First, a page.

A new research by the British Chiropractic Association (BCA) has revealed that wearing skinny jeans, hoodies, and necklaces could have a serious impact on health. Experts have warned that these could cause a bad back and furthermore, cross-body bags and bell sleeves might aggregate it.BCA's healthcare practitioner Tim Hutchful told to Sky News that heavy hoods can cause neck strain, while skinny jeans restrict movement, even when the wearer is just walking. The research also warned women wearing high heels and backless shoes on health damages. The survey that was conducted among 1,062 people, found 73 percent had suffered back pain, while 28 percent were aware clothing could have an effect on health. However, an alarming 33 percent were completely unaware of the role of garments in causing health issues."I am always surprised at how many of my patients are unaware that their clothing and accessories can affect their back health and their posture, and equally how many decide their … [Read more...] about Warning: Skinny Jeans, high heels and hoods can cause health issues
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Barcelona residents with dental problems will soon be able to receive treatments on the public healthcare system thanks to a new measure spearheaded by the city’s mayor Ada Colau. If approved by Barcelona’s Social Rights Commission on January 15th, it will be the first comprehensive public dentistry service of its kind in Spain. Having a filling put in will cost €55 - 13 percent less than the average private rate - according to Spanish consumer rights group Facua. A root canal will cost €160 (30 percent lower) whereas a deep dental clean will be €30 (43 percent lower). Barcelona Town Hall will make the public service available to all its citizens after initially launching it only for its most cash-strapped residents through mutual insurance company PANEM. The public health service add-on will help 36,000 people annually, Barcelona authorities have estimated. “More than 12 percent of our population doesn’t go to the dentist because … [Read more...] about Barcelona to launch Spain’s first public (and cheap) dentistry service
The Mayo Clinic’s Jacksonville campus will host a journalism “residency.”Craving a trip to Florida in February? If you’re a journalist, the Mayo Clinic has you covered. Once again Mayo is extending an offer to educate health care journalists, this time with what it’s calling a “residency” scheduled for Feb. 24-28 at the Mayo Clinic in Jacksonville, Fla. It’s described as “a behind-the-scenes, in-depth look at what’s new and what’s next in several medical specialties. Topics will include aging, cancer, brain injuries and diseases, transplant medicine, vaccines and developing technologies such as regenerative medicine, telemedicine and simulation-based medical training.” We’ve often written about the credibility issues that arise when journalists accept training sponsored by organizations they cover. While other industry players — including pharmaceutical companies, Coca-Cola and alcohol manufacturers … [Read more...] about 6 reasons journalists should just say no to Mayo Clinic’s latest journalism ‘residency’ program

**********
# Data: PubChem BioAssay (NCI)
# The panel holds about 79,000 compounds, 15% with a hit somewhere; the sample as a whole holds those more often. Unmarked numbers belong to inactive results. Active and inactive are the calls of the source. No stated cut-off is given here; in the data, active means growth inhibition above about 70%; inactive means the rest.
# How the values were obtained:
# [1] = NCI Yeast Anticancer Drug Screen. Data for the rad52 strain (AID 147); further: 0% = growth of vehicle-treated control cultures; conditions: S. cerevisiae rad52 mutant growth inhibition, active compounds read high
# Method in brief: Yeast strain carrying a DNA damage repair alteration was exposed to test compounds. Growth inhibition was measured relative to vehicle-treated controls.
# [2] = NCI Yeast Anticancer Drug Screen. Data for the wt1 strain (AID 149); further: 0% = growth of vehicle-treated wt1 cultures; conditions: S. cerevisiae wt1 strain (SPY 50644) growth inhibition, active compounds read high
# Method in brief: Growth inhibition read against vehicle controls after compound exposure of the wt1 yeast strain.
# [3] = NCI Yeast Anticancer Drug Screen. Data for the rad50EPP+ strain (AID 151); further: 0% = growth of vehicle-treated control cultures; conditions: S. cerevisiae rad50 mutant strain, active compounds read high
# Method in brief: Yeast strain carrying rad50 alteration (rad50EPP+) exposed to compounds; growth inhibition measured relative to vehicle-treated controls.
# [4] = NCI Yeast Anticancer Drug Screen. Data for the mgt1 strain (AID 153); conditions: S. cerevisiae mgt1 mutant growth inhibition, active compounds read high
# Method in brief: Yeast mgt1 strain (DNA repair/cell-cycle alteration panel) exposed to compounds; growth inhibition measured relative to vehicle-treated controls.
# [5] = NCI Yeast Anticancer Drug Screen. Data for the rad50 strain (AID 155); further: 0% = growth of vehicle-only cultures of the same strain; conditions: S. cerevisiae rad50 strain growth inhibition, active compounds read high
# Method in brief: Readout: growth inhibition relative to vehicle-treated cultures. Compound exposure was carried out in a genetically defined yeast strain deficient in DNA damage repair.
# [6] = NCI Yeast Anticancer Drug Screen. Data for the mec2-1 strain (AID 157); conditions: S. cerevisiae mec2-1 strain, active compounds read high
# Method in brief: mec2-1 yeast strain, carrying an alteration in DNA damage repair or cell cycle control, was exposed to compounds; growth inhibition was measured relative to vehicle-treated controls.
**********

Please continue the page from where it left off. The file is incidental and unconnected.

Split View Views Article contents Figures & tables Video Audio Supplementary Data PDF Cite Citation Jose E Pérez-Lu, Angela M Bayer, Ruth Iguiñiz-Romero; Information = equity? How increased access to information can enhance equity and improve health outcomes for pregnant women in Peru, Journal of Public Health, , fdy177, https://doi.org/10.1093/pubmed/fdy177 Download citation file: RIS (Zotero) EndNote BibTex Medlars ProCite RefWorks Reference Manager © 2018 Oxford University Press Close Permissions Share Email Twitter Facebook Navbar Search Filter All Journal of Public Health All Journals Mobile Microsite Search Term Sign In Register Close search filter All Journal of Public Health All Journals search input Advanced Search Abstract BackgroundThe Peruvian health system provides care through … [Read more...] about Information = equity? How increased access to information can enhance equity and improve health outcomes for pregnant women in Peru
A study published yesterday in the Journal of the American Medical Association (JAMA) raises important questions about the implications of widespread screening for atrial fibrillation — our most common abnormal heart rhythm (or, “arrhythmia”). Atrial fibrillation (“AF” or “AFib” for short) is an irregular beating of the heart’s two upper chambers, and is considered a risk factor for stroke. The study looked at diagnosing AF — not by the traditional electrocardiogram (ECG) performed during an office visit — but by using a wearable, self-applied ECG patch; specifically, in people over age 55 at high risk for developing the arrhythmia. The study found that at 4 months Afib was diagnosed in 53 out of 1,366 patients wearing the patch (3.9%) compared with 12 out of 1,293 patients (0.9%) in the control group; an absolute difference of 3%. After a full year the rate of AF diagnosis more than doubled in the monitored group (from 2.6 to … [Read more...] about Screening for atrial fibrillation with a wearable patch: Seek and ye shall find … and then what?